Table 2: The growth performance and daily feed intake of experimental animals


Item Control LMS HMS SEM P value
Growth performance          
Initial live weight (kg) 201.3 216.3 207.3 11.10 0.880
Final live weight (kg) 240.0 283.6 265.0 13.22 0.441
Total weight gain (kg)




4.16 0.002
Average daily gain (kg/day)




0.05 0.002
Daily feed intake (kg DM/day)      
Concentrate 2.73 2.74 2.76 0.02 0.142




0.01 <0.001
Dry matter




0.02 <0.001
Organic matter




0.02 <0.001
Crude protein




0.01 <0.001




0.01 <0.001




0.01 <0.001




0.02 <0.001
ME (MJ/day)




0.13 <0.001
DMI per 100 kg LW 2.62 2.55 2.75 0.05 0.142
Feed conversion rate (kg DMI/kg ADG)




0.43 <0.001






Control: Roughage included 30% fresh maize + 70% urea-treated rice straw (DM basis); LMS: Roughage included 30% fresh maize + 40% urea-treated rice straw+ 30% maize silage; LMS: Roughage included 30% fresh maize + 20% urea-treated rice straw + 50% maize silage; SEM: Standard error of the mean; NDF: Neutral detergent fibre; NFC: Non-fibrous carbohydrate; TND: Total digestible nutrient; ME: Metabolisable energy; DMI: Dry matter intake; ADG: Average daily gain; F:C: Forage to concentrate ratio; Row means between groups bearing different superscript letters significantly differ (P < 0.05).


Table 3: Variation in experimental cow body conformation


Item Control LMS HMS SEM P value
Initial chest girth (cm) 136.5 139.0 138.5 3.4 0. 959  
Final chest girth (cm) 145.5 151.8 147.5 3.5 0.787  
Initial wither height (cm) 106.3 102.8 105.6 2.2 0.824  
Final wither height (cm) 107.6 104.9 108.1 2.3 0.846  
Initial body length (cm) 111.9 117.5 115.0 2.7 0.728  
Final body length (cm) 116.9 120.3 121.0 2.6 0.817  
Initial BCS 2.13 2.28 2.17 0.13 0.524  
Final BCS




0.12 0.036  

Control: Roughage included 30% fresh maize + 70% urea-treated rice straw (DM basis); LMS: Roughage included 30% fresh maize + 40% urea-treated rice straw + 30% maize silage; LMS: Roughage included 30% fresh maize + 20% urea-treated rice straw + 50% maize silage; SEM: Standard error of the mean; BCS: Body condition score; Row means between groups bearing different superscript letters significantly differ (P < 0.05).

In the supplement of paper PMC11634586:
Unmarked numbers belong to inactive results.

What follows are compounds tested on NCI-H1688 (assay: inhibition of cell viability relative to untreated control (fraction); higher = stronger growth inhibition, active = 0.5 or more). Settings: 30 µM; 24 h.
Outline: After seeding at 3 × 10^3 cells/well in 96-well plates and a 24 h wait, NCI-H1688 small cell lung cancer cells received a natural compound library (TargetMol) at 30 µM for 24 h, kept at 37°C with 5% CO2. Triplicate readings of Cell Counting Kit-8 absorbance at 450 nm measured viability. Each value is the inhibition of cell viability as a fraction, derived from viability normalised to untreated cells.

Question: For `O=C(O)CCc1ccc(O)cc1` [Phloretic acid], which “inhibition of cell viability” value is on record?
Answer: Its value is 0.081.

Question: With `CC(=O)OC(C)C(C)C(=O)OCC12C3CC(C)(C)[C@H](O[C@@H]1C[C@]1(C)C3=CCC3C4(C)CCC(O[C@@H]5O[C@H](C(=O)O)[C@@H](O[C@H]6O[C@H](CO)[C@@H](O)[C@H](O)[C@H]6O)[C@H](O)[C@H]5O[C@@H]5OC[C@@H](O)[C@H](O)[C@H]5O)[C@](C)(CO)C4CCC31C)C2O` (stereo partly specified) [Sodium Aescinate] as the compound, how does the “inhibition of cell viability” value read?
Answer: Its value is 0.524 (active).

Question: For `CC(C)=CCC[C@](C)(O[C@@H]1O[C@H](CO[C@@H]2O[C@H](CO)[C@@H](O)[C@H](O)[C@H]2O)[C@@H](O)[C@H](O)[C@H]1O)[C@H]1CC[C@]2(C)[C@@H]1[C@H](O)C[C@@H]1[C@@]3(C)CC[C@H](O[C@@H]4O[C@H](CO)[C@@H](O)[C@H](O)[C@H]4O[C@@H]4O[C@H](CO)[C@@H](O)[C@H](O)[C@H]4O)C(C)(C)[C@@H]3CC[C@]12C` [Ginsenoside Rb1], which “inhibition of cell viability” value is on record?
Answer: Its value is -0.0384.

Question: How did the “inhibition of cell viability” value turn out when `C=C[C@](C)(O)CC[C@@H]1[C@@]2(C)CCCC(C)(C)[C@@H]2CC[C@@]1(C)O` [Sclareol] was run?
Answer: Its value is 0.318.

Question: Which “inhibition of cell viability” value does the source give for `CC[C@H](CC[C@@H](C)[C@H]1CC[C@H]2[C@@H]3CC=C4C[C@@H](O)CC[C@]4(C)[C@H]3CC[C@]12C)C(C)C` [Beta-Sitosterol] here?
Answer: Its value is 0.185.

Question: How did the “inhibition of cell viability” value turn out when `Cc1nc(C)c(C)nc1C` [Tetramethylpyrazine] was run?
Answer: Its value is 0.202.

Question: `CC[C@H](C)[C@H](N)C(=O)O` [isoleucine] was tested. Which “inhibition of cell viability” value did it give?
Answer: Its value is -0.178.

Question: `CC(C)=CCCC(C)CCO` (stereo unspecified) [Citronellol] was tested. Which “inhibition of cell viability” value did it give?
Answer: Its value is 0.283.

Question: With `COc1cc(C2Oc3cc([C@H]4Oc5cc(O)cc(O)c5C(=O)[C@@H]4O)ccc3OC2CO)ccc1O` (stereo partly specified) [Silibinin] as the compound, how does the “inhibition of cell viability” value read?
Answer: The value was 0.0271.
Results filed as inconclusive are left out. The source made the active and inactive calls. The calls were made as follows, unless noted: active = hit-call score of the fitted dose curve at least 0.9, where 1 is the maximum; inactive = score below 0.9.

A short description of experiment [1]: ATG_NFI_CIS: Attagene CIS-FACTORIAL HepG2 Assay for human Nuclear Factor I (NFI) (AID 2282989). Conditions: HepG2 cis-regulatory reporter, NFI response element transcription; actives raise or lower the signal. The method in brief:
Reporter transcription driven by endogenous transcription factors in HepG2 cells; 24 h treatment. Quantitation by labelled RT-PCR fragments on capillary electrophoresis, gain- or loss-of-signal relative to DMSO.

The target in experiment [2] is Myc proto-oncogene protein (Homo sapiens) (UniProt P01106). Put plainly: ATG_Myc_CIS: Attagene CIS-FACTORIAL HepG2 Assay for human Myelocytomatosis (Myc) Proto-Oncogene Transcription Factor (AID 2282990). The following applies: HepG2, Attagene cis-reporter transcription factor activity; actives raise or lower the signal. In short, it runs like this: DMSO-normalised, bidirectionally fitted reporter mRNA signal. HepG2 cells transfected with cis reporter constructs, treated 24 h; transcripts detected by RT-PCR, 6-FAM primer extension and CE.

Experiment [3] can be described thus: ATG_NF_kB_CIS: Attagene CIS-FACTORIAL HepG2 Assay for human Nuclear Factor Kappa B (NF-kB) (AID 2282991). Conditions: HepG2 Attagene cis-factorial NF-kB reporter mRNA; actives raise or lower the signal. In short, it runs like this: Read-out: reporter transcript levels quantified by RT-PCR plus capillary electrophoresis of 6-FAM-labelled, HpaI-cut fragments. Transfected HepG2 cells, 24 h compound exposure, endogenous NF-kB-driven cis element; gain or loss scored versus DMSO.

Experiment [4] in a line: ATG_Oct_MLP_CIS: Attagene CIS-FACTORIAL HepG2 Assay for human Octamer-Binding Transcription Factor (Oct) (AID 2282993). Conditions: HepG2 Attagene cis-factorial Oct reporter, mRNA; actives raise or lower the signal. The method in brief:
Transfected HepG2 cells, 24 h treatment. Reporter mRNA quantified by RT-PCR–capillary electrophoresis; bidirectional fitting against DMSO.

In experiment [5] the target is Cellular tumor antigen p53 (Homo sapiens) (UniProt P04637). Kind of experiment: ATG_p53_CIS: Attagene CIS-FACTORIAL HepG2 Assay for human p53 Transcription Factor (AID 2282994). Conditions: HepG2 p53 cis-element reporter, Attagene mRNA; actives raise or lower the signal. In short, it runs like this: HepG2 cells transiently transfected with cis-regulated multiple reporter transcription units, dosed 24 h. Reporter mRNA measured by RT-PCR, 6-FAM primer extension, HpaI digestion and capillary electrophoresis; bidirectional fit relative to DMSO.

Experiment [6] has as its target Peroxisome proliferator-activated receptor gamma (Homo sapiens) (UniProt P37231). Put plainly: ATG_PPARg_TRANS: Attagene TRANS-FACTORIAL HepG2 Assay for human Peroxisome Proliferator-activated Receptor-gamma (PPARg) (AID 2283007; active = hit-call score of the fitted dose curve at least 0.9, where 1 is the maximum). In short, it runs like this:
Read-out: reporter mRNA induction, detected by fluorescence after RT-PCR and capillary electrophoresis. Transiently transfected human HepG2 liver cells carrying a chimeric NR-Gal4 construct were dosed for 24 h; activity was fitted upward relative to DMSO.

Live weight response and daily feed intake

The effect of roughage on the live weight and daily feed intake of the cows is given in Table 2. The total weight gain of cows fed roughage containing MS was significantly higher (P < 0.05) that of cow fed roughage without MS. Similarly, there was a significant difference in ADG (P < 0.05) between MS containing treatments (0.80 and 0.69 kg/day for LMS and HMS respectively) and the control treatment (0.46 kg/day). However, no difference in LW was observed among treatments (P > 0.05).


The HMS treatment recorded the highest total daily dry mater intake (DMI) (6.49 kg DM/day), whereas the lowest DMI was observed in the control treatment (5.81kg DM/day). The similar trend was observed for daily OM, NFC, TDN and ME intakes. The CP intake in LMS and HMS (0.69 and 0.70 kg DM/day respectively) was considerably higher (P < 0.05) than that in the control treatment (0.66 kg DM/day). In contrast, cows fed diets without MS had significantly higher NDF intake (P < 0.05) than those fed diets containing MS.


The DMI per 100 kg LW was not significantly affected (P > 0.05) by treatment, ranging from 2.55 – 2.57 kg DM. Cows in the control treatment recorded the highest FCR (12.6), while the lowest FCR was observed in LMS treatment (7.8). Moreover, forage to concentrate ratio in HMS and LMS (1.34 and 1.30 respectively) was significantly higher (P < 0.05) than that in the control treatment (1.13).



Body conformation traits

Cows in LMS (3.43) had significantly higher (P < 0.05) final BCS than those in the control treatment (2.84), although there are no significant differences in initial BCS among treatments. Dietary treatment had no significant effect (P > 0.05) on CG, WH and BL measurements (Table 3).


Pairwise correlations between body measurements

Table 4 illustrates that there were statistically significant correlations between LW and body measurements (P < 0.05). Furthermore, all of the relationships were positive. The relationships between LW and CG (0.91) and between LW and BL (0.83) were very high. Moderate correlations between WH and the other body conformation traits were observed with the exception of BL. The other correlations among body measurements were high ranging from 0.61 to 0.76.


Table 4: Pearson’s residual correlation coefficients between body conformation traits.
















LW: Live weight; CG: Chest girth; WH: Withers height; BL: Body length; BCS: body condition score (each parameter: n=168); * P < 0.05; *** P < 0.001.



Linear regression equations for the estimation of live weight from body conformation measurements